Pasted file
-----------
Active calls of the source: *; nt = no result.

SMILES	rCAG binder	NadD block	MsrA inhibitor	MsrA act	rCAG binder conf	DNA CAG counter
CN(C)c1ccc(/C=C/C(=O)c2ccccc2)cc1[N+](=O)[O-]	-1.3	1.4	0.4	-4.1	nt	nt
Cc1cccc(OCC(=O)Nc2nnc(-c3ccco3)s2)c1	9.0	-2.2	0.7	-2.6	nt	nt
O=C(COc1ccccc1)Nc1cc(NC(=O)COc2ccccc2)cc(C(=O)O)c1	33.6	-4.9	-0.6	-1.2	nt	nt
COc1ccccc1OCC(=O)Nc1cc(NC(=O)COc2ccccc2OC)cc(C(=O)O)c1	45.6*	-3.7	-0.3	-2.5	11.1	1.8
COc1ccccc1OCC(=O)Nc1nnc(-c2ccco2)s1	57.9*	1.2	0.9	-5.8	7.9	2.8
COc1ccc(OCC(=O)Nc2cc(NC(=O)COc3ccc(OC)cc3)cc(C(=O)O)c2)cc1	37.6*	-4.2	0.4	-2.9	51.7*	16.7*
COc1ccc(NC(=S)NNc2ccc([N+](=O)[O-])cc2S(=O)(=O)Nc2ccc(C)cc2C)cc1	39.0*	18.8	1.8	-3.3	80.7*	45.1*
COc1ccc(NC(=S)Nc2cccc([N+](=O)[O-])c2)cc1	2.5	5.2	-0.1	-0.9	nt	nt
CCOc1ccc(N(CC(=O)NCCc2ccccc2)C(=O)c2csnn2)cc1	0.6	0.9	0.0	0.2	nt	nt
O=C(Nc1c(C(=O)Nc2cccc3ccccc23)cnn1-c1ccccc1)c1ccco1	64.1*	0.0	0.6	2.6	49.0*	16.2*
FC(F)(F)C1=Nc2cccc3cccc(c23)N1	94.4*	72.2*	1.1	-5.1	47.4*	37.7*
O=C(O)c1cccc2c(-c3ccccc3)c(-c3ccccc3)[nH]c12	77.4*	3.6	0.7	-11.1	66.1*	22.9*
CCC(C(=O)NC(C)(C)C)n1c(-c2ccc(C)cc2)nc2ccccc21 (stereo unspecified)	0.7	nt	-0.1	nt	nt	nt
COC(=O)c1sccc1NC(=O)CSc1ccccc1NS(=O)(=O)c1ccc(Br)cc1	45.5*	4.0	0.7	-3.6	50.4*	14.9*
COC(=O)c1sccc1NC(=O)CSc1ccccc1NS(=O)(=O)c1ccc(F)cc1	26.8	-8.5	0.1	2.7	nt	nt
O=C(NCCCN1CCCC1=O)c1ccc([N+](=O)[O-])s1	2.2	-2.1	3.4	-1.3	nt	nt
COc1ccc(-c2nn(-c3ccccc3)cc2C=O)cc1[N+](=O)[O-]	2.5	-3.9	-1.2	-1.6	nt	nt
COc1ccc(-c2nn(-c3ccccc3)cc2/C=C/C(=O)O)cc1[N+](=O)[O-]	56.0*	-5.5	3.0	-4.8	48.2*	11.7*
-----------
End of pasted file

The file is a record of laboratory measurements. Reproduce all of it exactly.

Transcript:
Active calls of the source: *; nt = no result.

SMILES	rCAG binder	NadD block	MsrA inhibitor	MsrA act	rCAG binder conf	DNA CAG counter
CN(C)c1ccc(/C=C/C(=O)c2ccccc2)cc1[N+](=O)[O-]	-1.3	1.4	0.4	-4.1	nt	nt
Cc1cccc(OCC(=O)Nc2nnc(-c3ccco3)s2)c1	9.0	-2.2	0.7	-2.6	nt	nt
O=C(COc1ccccc1)Nc1cc(NC(=O)COc2ccccc2)cc(C(=O)O)c1	33.6	-4.9	-0.6	-1.2	nt	nt
COc1ccccc1OCC(=O)Nc1cc(NC(=O)COc2ccccc2OC)cc(C(=O)O)c1	45.6*	-3.7	-0.3	-2.5	11.1	1.8
COc1ccccc1OCC(=O)Nc1nnc(-c2ccco2)s1	57.9*	1.2	0.9	-5.8	7.9	2.8
COc1ccc(OCC(=O)Nc2cc(NC(=O)COc3ccc(OC)cc3)cc(C(=O)O)c2)cc1	37.6*	-4.2	0.4	-2.9	51.7*	16.7*
COc1ccc(NC(=S)NNc2ccc([N+](=O)[O-])cc2S(=O)(=O)Nc2ccc(C)cc2C)cc1	39.0*	18.8	1.8	-3.3	80.7*	45.1*
COc1ccc(NC(=S)Nc2cccc([N+](=O)[O-])c2)cc1	2.5	5.2	-0.1	-0.9	nt	nt
CCOc1ccc(N(CC(=O)NCCc2ccccc2)C(=O)c2csnn2)cc1	0.6	0.9	0.0	0.2	nt	nt
O=C(Nc1c(C(=O)Nc2cccc3ccccc23)cnn1-c1ccccc1)c1ccco1	64.1*	0.0	0.6	2.6	49.0*	16.2*
FC(F)(F)C1=Nc2cccc3cccc(c23)N1	94.4*	72.2*	1.1	-5.1	47.4*	37.7*
O=C(O)c1cccc2c(-c3ccccc3)c(-c3ccccc3)[nH]c12	77.4*	3.6	0.7	-11.1	66.1*	22.9*
CCC(C(=O)NC(C)(C)C)n1c(-c2ccc(C)cc2)nc2ccccc21 (stereo unspecified)	0.7	nt	-0.1	nt	nt	nt
COC(=O)c1sccc1NC(=O)CSc1ccccc1NS(=O)(=O)c1ccc(Br)cc1	45.5*	4.0	0.7	-3.6	50.4*	14.9*
COC(=O)c1sccc1NC(=O)CSc1ccccc1NS(=O)(=O)c1ccc(F)cc1	26.8	-8.5	0.1	2.7	nt	nt
O=C(NCCCN1CCCC1=O)c1ccc([N+](=O)[O-])s1	2.2	-2.1	3.4	-1.3	nt	nt
COc1ccc(-c2nn(-c3ccccc3)cc2C=O)cc1[N+](=O)[O-]	2.5	-3.9	-1.2	-1.6	nt	nt
COc1ccc(-c2nn(-c3ccccc3)cc2/C=C/C(=O)O)cc1[N+](=O)[O-]	56.0*	-5.5	3.0	-4.8	48.2*	11.7*